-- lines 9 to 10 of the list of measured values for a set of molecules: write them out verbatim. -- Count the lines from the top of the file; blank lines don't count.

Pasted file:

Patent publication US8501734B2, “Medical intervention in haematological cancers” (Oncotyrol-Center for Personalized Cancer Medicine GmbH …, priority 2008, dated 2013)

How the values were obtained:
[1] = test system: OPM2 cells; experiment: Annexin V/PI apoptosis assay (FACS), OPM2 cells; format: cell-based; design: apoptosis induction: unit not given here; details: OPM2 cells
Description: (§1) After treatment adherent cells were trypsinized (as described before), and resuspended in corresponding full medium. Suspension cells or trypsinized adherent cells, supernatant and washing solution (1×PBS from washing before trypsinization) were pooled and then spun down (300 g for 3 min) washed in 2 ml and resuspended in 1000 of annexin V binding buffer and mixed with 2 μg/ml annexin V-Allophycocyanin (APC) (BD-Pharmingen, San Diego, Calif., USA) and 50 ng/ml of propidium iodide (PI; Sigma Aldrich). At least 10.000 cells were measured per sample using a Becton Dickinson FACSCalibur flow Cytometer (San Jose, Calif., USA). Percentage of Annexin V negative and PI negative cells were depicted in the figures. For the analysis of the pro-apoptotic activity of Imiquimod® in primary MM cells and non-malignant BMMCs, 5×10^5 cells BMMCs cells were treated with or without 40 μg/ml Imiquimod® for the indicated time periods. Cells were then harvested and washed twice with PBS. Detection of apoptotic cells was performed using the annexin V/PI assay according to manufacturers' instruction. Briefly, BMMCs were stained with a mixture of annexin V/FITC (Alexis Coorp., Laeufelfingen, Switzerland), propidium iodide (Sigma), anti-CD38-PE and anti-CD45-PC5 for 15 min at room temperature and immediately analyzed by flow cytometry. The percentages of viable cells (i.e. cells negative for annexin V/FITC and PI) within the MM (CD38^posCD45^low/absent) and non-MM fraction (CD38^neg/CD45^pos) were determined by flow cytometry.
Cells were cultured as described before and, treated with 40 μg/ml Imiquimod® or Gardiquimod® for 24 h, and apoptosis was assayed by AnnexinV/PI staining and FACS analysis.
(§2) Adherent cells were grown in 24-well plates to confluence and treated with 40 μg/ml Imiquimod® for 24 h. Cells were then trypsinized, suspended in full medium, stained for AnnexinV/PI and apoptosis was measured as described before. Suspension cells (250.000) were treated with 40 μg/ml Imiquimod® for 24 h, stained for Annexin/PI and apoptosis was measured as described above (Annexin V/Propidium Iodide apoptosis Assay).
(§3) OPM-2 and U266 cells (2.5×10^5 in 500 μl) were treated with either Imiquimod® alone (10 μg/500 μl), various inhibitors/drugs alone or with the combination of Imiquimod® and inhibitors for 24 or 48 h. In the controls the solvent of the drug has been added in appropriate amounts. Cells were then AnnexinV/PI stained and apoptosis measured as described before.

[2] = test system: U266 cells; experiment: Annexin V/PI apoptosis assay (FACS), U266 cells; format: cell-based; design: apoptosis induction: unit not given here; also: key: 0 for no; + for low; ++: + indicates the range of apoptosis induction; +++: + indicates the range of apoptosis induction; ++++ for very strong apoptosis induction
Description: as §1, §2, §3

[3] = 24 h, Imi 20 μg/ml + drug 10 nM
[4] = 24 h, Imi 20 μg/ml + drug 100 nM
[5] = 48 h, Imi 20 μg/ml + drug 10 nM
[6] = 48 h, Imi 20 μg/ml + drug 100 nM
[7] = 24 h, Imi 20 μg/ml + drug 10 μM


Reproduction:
Description: as §1, §2, §3

[3] = 24 h, Imi 20 μg/ml + drug 10 nM